Peace Corps volunteer goes the distance
Hayley Webster of River Forest hugs a Kenyan girl in the village where Webster is working for the Peace Corps and other groups. | Courtesy of Carol Webster
for Hayley Webster’s project
Friends and family will hold a house party in River Forest to benefit Women’s Global Education Project
Date: Wednesday, May 16
Time: 7:30-9:30 p.m.
Place: 1002 Monroe Ave. , River Forest
Host: Catherine Cappel
RSVP: firstname.lastname@example.org or call (708) 557-5190
Updated: May 28, 2012 8:43AM
It’s never been about Hayley Webster.
“She’s always looking out for the other person,” said Carol Webster, about her 26-year-old daughter, Hayley, who grew up in River Forest.
“It’s less about her. It’s more about someone else,” her mom said.
As an adolescent, Hayley Webster was involved in church missions and was a Best Buddies officer. Now she’s trying to make a difference half a world away, in western Kenya, as a member of the Peace Corps.
Forest Leaves was unable to connect with Webster, because she has limited access to phone and Internet in the small village of Shibuli, where she’s currently stationed.
But family and friends talked easily about Webster’s penchant for kindness and service.
Webster has been a public health volunteer in the Peace Corps since 2010. She’s been involved in and spearheaded initiatives that will positively impact communities now and after she leaves.
Recently, Webster partnered with a local women’s group to launch an income-generating project aimed at supporting orphans in Shibuli with HIV and AIDS.
Using the Peace Corps as a fund-raising venue, Webster and Wake Up Women — her Kenyan partner group — raised over $1,900 to purchase and rear some 500 chickens.
The eggs those chickens lay will feed the orphans, providing them with much-needed protein. What’s more, a number of the chickens will also be sold for their meat.
Revenue from the latter venture will support future work that Wake Up does.
The Peace Corps does not require its volunteers to do partnership projects like this.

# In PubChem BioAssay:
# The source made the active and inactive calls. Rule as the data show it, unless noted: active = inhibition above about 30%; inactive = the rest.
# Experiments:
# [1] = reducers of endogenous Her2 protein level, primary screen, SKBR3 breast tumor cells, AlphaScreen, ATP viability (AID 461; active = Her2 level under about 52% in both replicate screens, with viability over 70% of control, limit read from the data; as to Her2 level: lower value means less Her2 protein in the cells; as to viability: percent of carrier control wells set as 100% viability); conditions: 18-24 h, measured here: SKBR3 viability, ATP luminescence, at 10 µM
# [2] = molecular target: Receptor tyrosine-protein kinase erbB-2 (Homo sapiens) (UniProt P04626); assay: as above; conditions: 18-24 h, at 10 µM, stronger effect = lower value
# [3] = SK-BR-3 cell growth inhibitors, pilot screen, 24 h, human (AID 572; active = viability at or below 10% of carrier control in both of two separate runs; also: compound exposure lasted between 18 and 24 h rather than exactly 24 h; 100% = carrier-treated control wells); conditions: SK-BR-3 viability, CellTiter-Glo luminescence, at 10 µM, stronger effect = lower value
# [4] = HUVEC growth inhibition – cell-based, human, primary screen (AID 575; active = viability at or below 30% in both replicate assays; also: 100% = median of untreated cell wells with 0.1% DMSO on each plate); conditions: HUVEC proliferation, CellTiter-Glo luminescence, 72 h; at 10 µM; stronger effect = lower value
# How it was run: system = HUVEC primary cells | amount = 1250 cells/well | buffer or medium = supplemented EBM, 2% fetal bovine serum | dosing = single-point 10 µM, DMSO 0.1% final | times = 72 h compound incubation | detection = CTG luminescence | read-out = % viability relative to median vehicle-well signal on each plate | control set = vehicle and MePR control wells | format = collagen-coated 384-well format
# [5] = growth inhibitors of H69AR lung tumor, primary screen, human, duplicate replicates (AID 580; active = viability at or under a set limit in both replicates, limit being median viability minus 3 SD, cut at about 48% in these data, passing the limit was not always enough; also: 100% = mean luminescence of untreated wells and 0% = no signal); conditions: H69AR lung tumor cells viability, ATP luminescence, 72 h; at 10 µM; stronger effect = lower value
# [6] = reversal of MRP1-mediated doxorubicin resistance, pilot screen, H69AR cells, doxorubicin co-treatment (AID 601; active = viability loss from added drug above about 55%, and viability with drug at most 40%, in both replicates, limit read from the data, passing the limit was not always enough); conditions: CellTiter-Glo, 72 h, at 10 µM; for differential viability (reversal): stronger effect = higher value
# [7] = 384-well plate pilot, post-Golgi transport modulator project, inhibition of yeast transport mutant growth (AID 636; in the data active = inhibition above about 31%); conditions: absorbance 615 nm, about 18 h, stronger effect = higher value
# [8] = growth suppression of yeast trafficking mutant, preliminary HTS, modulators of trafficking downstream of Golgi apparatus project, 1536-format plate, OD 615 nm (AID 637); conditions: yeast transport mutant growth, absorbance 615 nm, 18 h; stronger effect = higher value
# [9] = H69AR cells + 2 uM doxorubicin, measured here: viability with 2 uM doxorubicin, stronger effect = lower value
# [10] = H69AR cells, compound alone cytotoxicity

Many do, though, said Caitlin Gliniecki, a Peace Corps program specialist, who is familiar with Webster’s project. But the partnerships are still a way of going “above and beyond,” Gliniecki said.
In addition to the Peace Corps partnership, Webster has also volunteered for an Oak Park nonprofit that does women’s empowerment work in Kenya and Senegal.
The group, Women’s Global Education, is focused primarily on education and the prevention of female genital mutilation, which has affected some 92 million women and girls in Africa alone, according to the World Health Organization.
Women’s Global undertakes a number of different programs with local partners to accomplish its goals.
Amy Maglio, the group founder and a former Peace Corps volunteer, said that Webster has monitored a number of programs the group’s partners are undertaking, and has also helped the women involved come up with project ideas.
On one occasion, Webster suggested that women in Thakara, Kenya — located in the country’s east, where a Women’s Global partner is — use basket-weaving as an economic tool.
“The basket weaving helps generate revenue to keep the girls in school,” said Maglio.
Webster was an intern at Women’s Global before she entered the Peace Corps. Maglio’s organization and the work it does had a lot to do with Hayley’s decision to join the Peace Corps, according to her dad, Scott Webster.
“She was struck by how much women [in areas of Africa] needed to be able to further their education, to better themselves,” Scott Webster said. “Hayley worked in this organization, and really was inspired by it. So she applied for the Peace Corps. And she asked to go to Africa, and went to Kenya where one of these schools was.”
Carol Webster said that Hayley was looking for jobs in international relations from the time she graduated from the University of St. Andrews, in Scotland, in 2008.
Those jobs all require “field work,” Carol Webster said, describing what Hayley would tell her, during her job search.
“I’d ask, ‘What’s field work?’ And she’d say, ‘Mom, it’s the Peace Corps,’” Carol added.
She was apprehensive about Hayley applying at first, but then gave in.
“I finally said, ‘Fine, just apply,’” she said. “She is so independent and doesn’t see roadblocks. She keeps going and figures out a way to get things done.”
Hayley’s time in the Peace Corps will be up in July. But it’s not the end of her public service. She plans to pursue a law degree in public interest.
“I’ve filled out about 900 recommendations for law schools,” Maglio laughed.
She added that once Webster gets back the two will be working together again, in some capacity.
“She calls herself intern for life, and it’s sincere,” Maglio said, lightheartedly. “She will be working for us no matter what happens.”